In effect, the Benedict Option as conceived in North America is just another effort by bourgeois white Christians to create an ersatz collective movement that lacks any real sense of solidarity — particularly with those who aren’t bourgeois. (Solidarity is something white people shorn of their ethnic identities are very, very, very bad at, especially bourgeois whites, who have become hyper-autonomous whether liberal or conservative, secular or religious, tending to see connection only in and through the state and its institutions.) The focus on a dry and pitiless orthodoxy will create more of the same kind of church that cannot be a meaningful presence of God in the world.

Or as Bernacchio notes:

What Dreher and other proponents of the Benedict Option must learn from Pope Francis is, first and foremost, that orthodoxy is pointless unless it contributes to a life of charity and mercy. As Taylor has argued, reformist efforts to promote (or enforce) orthodox beliefs can backfire – Francis provides an alternative to the reformist model, not by denying orthodoxy but by emphasizing solidarity and mercy. Where Dreher has seen the Benedict Option as a means of distinguishing orthodox believers from liberal Christians and secular society, more generally, Francis maintains that Christians must primarily be distinguished by acts of mercy. In practice this means building communities that are not isolated from the rest of society but which are instead linked through bonds of solidarity even to people with radically different beliefs. The best examples of this are the Catholic Worker Movement and L’Arche communities.

At the heart of this, I think, is a notion among many – including me — that the hard times ahead for the church in Christendom mean that only a remnant will be saved. For the conservative and orthodox, given what they see as the collapse of the theologically, politically, and culturally liberal churches of the American mainline, that remnant is self-evident — them, orthodox believers who hold tight to the true teaching of the church in all things, who change not one jot or tittle of it.

This is one reason I think the story Benedit Option Christians is impoverished without the story of Israel and its conquest and exile. God saved a faithful remnant, but was that remnant saved because it was faithful and found favor with God (like Noah), or did God save a remnant and in its salvation did that remnant realize its salvation and become faithful?

In short, we’re asking the same old questions that Christians have always argued about — does one obey the rules first in order to become part of the community, or does one learn to obey the rules only by becoming part of the community first?

It’s no small question. Because the first is entirely dependent on an act of human will. In effect, it says what religion always comes to say in the face of modernity — “If God isn’t going to save us, we’ll have to save ourselves.” The results of this are usually bad. It’s an effective act of faithlessness because it doesn’t trust in God. As in the books of Esther, Nehemiah, and Ezra, God is an add-on, a thing from the past we reference but who doesn’t live with us in our midst today.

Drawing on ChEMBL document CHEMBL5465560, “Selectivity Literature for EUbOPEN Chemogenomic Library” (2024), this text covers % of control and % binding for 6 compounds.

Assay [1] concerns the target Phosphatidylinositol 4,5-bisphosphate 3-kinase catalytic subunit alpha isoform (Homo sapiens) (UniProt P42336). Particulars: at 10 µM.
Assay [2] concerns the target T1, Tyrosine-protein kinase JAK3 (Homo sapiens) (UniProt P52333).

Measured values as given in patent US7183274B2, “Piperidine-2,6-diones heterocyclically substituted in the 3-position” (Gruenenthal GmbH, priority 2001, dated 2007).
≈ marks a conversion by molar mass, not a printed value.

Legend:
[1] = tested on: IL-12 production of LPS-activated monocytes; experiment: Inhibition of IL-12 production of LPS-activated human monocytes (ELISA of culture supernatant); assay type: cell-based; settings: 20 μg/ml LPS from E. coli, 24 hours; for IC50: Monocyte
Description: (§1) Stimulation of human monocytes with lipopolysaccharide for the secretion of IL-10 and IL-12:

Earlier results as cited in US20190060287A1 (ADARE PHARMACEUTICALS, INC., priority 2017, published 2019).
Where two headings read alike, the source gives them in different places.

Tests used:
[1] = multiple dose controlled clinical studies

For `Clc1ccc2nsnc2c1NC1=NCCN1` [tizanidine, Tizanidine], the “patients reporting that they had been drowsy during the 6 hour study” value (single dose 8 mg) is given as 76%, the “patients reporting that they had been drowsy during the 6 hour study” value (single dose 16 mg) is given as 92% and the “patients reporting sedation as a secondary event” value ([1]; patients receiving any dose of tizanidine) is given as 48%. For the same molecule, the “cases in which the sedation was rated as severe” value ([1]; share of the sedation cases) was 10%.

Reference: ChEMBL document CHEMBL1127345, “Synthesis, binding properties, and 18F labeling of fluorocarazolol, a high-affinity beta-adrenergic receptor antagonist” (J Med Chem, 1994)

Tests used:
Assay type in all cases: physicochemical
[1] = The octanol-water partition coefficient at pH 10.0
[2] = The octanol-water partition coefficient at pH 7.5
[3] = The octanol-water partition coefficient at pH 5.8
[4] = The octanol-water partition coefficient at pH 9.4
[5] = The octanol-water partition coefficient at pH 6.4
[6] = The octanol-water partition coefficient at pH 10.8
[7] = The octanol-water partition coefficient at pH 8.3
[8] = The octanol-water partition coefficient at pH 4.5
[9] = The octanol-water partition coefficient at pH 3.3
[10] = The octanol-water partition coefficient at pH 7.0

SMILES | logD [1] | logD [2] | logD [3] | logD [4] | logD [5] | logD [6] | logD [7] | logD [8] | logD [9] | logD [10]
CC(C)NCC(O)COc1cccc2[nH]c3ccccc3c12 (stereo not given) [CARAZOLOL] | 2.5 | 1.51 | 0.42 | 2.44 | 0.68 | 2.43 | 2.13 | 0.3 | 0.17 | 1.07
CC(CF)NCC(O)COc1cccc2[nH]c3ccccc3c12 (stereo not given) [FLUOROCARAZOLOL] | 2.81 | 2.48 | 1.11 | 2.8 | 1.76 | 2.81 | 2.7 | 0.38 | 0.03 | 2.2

Who doesn’t do great things right here and right now.

I’m more inclined to trust God, in part because I believe the Good Samaritan story and what it tells us about how to love and be grace in the world. In general, the story of Jesus is the story of how live faithfully under occupation, and not a guide to the use of power, something that Christendom Christians have completely forgotten. I may or may not be in this remnant that goes into exile, that weeps at the river bank and tries mightily to pass its faith and practice on to its children. But I’m trying not to care, because my calling is to love the wounded neighbor right in front of me. Yes, it’s hard to trust God, because there’s no obvious return, because too often God stays silent, and because it is hard to see the great things God is doing in our midst. Especially in a faithless, fallen, decadent world.

Honestly, I cannot end this essay any better than Bernacchio ends his. He notes that too many BenOpers deal with “solidarity” and the poor as after thoughts, things to deal with only once correct doctrine and teaching have been settled. But mercy is a first thing, an essential thing, and not an add-on. It is not a luxury of faith once we’re secure in our homes and our children are protected, but an essential, something without which we have no meaningful faith to begin with.

Francis … suggests that solidarity with the poor is the sine qua non of authentic Christian community. Thus Francis challenges proponents of the Benedict Option, and the Church more generally to give up the dangerous fantasy of the Grand Inquisitor whose power will remake the world in the image of our ideals and instead to build bonds of charity and mercy in the manner of the Good Samaritan.

ADVENT 28 / God in Our Midst

Our final #RendTheHeavens / #FuckThisShit devotional for Advent.

Psalm 10 Ministries

This year, for the four weeks of Advent, we are doing the #RendTheHeavens devotion at both The Featherblog as well as Psalm 10 Ministries.

This is the end of our Advent devotionals. I’d like to thank every one of you for reading these, for passing them on (if you did), and I would especially like to thank my fellow devotees – Stephanie Johnson, Michaela Besedova, Bob Lesher, and Kaylie Mendoza.

And the Holy Spirit, for inspiring us as she does when a blank screen and a Bible verse seemed more than any of us could bear.


And they went with haste and found Mary and Joseph, and the baby lying in a manger. (Luke 2:16 ESV)

They had become parents in the worst way possible.

They weren’t even married, had been talking about it and had set a date, when fate intervened.

When God intervened.

God’s intervention was difficult…